Healthcare, often used as a portfolio stabilizer, is a sector that offered us some outsized gains in the latter part of the year. Our holdings are largely focused on “cost-cutters,” which should be winners regardless of which political party eventually wins out in the healthcare reform debate. A couple holdings in the sector rewarded our patience, as we trusted our tried-and-true fundamental analysis above what we saw as an overreaction by market participants.
As a portfolio hedge against downside risk from the eurozone crisis, we maintained a position in zero coupon bonds throughout the latter portion of the year. These instruments make no interest payments, and as a result trade at a deep discount to face value and are more responsive to changes in interest rates. In the case of a serious market event, U.S. Treasurys will serve as the ultimate safe haven for investors, and these zero coupon bonds are a leveraged hedge that will outperform interest-bearing Treasurys. Of course, gold bullion remains a trusted hedge as well, and you can read more about the Midas metal below.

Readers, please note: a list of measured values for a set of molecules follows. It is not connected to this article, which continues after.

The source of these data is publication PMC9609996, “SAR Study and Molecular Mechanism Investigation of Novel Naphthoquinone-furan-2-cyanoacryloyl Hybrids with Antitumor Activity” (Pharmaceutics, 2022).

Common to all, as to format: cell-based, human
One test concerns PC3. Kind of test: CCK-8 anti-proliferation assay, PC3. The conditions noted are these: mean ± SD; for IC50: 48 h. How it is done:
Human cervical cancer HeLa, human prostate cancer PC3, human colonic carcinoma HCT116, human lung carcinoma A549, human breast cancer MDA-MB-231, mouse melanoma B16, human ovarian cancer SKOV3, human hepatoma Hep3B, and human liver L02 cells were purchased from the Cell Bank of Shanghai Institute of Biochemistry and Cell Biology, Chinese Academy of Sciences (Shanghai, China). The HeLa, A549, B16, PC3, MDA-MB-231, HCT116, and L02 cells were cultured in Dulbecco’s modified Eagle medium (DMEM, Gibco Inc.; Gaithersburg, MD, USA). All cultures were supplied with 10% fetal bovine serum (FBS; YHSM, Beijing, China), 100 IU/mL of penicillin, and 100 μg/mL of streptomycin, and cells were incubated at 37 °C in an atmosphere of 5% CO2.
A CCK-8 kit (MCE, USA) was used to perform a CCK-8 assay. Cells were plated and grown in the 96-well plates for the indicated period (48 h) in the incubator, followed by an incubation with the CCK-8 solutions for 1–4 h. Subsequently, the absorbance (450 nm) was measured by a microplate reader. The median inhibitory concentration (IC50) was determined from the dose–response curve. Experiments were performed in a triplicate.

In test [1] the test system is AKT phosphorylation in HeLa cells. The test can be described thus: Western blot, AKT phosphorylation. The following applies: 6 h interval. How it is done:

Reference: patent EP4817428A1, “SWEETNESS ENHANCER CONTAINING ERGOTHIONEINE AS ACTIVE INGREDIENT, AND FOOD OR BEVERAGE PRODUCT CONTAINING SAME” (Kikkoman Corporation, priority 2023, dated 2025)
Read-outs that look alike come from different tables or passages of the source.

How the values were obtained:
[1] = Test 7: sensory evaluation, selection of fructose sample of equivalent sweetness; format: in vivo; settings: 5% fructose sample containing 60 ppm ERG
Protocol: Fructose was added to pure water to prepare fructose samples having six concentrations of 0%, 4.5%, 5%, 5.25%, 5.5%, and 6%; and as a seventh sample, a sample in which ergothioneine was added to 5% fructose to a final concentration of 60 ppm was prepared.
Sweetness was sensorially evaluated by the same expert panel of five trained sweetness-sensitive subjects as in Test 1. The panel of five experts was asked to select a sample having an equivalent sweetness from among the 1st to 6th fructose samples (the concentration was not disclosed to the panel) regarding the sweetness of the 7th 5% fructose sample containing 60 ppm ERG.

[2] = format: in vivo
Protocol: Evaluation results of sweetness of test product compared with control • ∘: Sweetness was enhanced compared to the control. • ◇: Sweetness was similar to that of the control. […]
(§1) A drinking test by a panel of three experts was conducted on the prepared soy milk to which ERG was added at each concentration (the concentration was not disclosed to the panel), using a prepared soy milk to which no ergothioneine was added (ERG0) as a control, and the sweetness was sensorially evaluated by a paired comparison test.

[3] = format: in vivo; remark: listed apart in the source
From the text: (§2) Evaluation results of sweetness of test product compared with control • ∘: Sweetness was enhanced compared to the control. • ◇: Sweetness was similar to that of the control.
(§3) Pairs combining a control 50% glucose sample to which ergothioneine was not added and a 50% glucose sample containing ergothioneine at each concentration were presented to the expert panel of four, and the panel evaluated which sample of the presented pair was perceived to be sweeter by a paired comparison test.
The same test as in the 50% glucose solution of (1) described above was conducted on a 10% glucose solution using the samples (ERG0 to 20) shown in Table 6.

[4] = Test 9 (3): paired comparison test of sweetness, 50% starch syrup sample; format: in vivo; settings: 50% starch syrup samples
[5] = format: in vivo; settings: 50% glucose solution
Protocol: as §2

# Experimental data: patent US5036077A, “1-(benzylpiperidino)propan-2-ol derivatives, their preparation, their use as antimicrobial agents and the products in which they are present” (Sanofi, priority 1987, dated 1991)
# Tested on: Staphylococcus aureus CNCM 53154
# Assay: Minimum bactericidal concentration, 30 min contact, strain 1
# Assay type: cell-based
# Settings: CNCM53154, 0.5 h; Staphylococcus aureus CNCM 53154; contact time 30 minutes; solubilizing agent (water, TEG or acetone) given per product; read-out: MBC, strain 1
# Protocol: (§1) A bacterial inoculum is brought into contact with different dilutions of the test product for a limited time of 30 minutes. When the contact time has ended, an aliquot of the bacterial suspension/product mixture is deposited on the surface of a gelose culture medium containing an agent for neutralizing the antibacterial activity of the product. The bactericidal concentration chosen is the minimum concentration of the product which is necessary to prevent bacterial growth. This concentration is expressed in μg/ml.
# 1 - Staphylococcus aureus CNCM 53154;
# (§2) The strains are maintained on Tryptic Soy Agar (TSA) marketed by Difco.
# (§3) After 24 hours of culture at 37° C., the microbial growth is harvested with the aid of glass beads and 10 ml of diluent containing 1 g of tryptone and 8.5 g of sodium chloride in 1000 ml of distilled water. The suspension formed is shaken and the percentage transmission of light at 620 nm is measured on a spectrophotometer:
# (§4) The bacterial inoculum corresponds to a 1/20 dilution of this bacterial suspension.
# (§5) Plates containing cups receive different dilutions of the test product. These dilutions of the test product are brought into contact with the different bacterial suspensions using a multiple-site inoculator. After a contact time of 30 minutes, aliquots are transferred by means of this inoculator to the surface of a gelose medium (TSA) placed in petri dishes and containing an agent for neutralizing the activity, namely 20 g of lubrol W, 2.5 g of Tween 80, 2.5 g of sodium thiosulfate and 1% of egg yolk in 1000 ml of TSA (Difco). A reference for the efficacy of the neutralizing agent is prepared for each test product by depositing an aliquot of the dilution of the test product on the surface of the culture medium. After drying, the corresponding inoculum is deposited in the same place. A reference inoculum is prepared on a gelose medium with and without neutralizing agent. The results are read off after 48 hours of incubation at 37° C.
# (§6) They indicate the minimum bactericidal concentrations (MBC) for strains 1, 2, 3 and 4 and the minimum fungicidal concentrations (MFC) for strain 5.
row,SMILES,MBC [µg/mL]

Income and Growth Portfolio
Fourth quarter 2011 was a strong one for many dividend-paying stocks, the accent mark to a third consecutive year of robust returns. Other high-payout stocks, however, continued to lose ground, as many investors remained gravely worried about a reprise of 2008.
The good news heading into 2012 is the odds of a universal calamity still appear remote. The macro environment is unsettled as ever. But at this point, only the very weakest companies have been unable to take advantage of the lowest corporate borrowing rates in decades. The rest have slashed interest costs, eliminated near-term refinancing risk and raised funds for low-risk growth. As a result, they’re prepared should credit conditions suddenly worsen.
Moreover, managements across the board are keeping it conservative when it comes to financial and operating plans in anticipation that soft economic conditions will persist. That strategy’s kept U.S. unemployment stubbornly high. But it also means businesses are hunkered down if things slow again.
That’s a far different state of financial and operating readiness than prior to the 2008 crash. And while stocks are certain to be volatile if, for example, the euro falls apart, it certainly puts dividends in far better shape to weather a crisis – which we feel is the key to ultimate recovery.